Thursday, February 7, 2013


Last week we were invited to speak in the Canterbury Ward in the southeast corner of England.  We met the bishop of Canterbury, Michael G. Pemberton, a kind and humble man, who was very gracious and said he appreciated having us come.  He especially liked Pat's talk on family history.  The ward was friendly and welcoming, and we enjoyed being there.  The congregation  in Canterbury was small, but the spirit was strong.  As we travel to different wards nearly every week, we are always surprised and grateful for the warm greeting we receive at the door and the many members who go out of their way to welcome visitors. It always reminds us that we could do a better job at home.

After sacrament meeting, we went to Canterbury Cathedral, seat of the Archbishop of Canterbury, the Most Reverend and Right Honorable Rowan Douglas Williams.  This massive and historic cathedral is the Mother Church for Anglicans worldwide, including the Episcopal Churches in the United States and Canada. The Anglican Communion consists of over 70 million members in more than 160 countries. The Archbishop was not there, but we didn't really expect to meet him.  England's first Archbishop was Augustine, the Catholic monk sent to England as a missionary by Pope Gregory in 597 AD.  I can't imagine how many million people have climbed the worn steps and walked the uneven floors of this important centre of pilgrimage.  It reminds me of how I felt when walking through St. Peter's Basilica  in Rome, Notre Dame in Paris, the giant Blue Mosque in Istanbul, the large Coptic Orthodox Church in Cairo, or even the Church of the Holy Sepulchre in Jerusalem.  So much history, and so much tradition!  We Americans often have a hard time thinking past 200 years.

Couldn't help but wonder about all the generations who have entered
this building in Canterbury since 1550 A.D.

No, that's not a cigarette. I found a lollipop in my pocket :)

Eva and Pat

The cathedral in Canterbury

Inside the cathedral.

It is incredible to consider the work that went
into creating the magnificent stained glass
in the cathedral.

Canterbury Cathedral is a working church, with a world-renowned choir, where services are held every day. While we were there, we heard part of an organ concert echoing through those hallowed halls. As we walked outside, the cathedral bells were ringing from the tower.  That is one of my favorite sounds in Europe, and takes me back to my mission in Switzerland.  I would love to attend a Christmas Eve midnight mass in Canterbury -- perhaps next December.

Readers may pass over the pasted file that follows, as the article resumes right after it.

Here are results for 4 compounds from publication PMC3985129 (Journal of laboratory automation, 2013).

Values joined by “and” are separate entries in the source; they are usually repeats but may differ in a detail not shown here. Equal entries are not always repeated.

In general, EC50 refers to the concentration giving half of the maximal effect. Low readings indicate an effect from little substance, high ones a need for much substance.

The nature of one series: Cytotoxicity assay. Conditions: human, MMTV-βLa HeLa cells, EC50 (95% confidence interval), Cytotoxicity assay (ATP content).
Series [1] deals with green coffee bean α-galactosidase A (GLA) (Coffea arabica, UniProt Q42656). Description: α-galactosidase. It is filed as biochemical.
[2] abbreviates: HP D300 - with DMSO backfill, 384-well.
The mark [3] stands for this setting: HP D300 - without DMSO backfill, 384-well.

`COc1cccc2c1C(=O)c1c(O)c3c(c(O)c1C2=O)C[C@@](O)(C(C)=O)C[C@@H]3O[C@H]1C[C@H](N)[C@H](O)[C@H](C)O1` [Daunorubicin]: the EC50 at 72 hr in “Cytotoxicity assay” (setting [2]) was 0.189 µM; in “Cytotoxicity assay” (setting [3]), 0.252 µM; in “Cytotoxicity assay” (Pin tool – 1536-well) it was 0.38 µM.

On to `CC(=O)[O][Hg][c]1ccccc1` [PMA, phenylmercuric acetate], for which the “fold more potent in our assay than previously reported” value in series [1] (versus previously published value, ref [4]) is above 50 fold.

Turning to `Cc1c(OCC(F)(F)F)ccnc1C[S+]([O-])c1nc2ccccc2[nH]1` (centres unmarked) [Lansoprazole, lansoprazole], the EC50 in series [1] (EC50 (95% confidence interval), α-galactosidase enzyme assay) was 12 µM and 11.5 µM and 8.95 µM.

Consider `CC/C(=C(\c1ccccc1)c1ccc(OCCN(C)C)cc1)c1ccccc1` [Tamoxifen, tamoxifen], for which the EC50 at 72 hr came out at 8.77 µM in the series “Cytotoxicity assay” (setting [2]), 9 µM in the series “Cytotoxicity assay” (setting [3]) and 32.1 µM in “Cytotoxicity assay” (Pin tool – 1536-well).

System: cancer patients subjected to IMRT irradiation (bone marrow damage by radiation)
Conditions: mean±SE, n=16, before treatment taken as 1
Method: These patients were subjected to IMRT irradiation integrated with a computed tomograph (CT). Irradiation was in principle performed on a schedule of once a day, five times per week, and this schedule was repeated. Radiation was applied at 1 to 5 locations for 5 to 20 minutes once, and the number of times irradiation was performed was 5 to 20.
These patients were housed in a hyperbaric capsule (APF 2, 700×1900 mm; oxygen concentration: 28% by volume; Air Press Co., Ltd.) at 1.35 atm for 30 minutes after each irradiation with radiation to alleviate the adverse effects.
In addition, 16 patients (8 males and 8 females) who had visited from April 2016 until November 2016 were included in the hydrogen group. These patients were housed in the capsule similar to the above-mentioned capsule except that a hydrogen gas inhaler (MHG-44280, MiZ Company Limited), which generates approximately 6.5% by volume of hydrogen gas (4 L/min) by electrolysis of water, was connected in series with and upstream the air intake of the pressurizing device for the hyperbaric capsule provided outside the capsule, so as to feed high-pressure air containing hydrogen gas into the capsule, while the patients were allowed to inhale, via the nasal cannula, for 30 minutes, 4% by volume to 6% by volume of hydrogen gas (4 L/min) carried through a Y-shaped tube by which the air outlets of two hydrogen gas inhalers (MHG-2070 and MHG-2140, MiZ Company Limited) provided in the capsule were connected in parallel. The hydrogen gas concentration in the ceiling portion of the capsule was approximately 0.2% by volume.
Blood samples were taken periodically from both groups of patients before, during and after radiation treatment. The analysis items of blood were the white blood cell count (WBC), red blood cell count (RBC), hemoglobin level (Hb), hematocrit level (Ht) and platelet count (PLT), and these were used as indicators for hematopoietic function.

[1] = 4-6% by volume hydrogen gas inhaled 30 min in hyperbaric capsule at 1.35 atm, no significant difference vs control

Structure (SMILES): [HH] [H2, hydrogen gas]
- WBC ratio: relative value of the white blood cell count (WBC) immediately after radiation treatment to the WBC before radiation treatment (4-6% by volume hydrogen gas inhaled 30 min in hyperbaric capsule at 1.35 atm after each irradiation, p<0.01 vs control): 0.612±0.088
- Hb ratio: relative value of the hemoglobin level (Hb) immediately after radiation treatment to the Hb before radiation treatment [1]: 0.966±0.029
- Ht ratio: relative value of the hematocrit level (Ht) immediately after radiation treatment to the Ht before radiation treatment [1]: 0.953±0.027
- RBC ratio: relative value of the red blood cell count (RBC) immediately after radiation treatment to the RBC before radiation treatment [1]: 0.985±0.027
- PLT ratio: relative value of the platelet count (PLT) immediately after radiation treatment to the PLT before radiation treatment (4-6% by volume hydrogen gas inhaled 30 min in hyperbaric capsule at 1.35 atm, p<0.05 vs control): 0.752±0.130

On Thursday night last week, we took Pat's friend, Eva, visiting from Hungary, and used some P-Day time to attend a concert at St. Martin-in-the-Fields, the historic church at Trafalgar Square in Central London.  St. Martins is another Anglican church, built in the early 13th century - nearly 300 years before Columbus discovered America. The original church was torn down and rebuilt in the early 1700s. We heard the English Concert Orchestra and Concert Singers perform Classics for Pleasure by Candlelight, with pieces from Vivaldi, Bach, Handel, and Mozart,  including Eine Kleine Nachtmusik and Hallelujah Chorus from the Messiah.  It was very peaceful and soothing -- just what we needed for a change of pace.

Outside St. Martin-In-The-Field

The acoustics in St. Martin-In-The-Field make it
a favorite site for music recordings.
As we have visited many churches and cathedrals across southern England, we have reflected on the long history of religious belief here and the number of people through the centuries who have prayed and worshiped in these grand and beautiful edifices.  Though modern-day England is experiencing the same diminishing priority to worship as America and many other countries, there is a wonderful heritage of faith in this land. We are glad to serve here as missionaries for The Church of Jesus Christ of Latter-day Saints.          ~Don~

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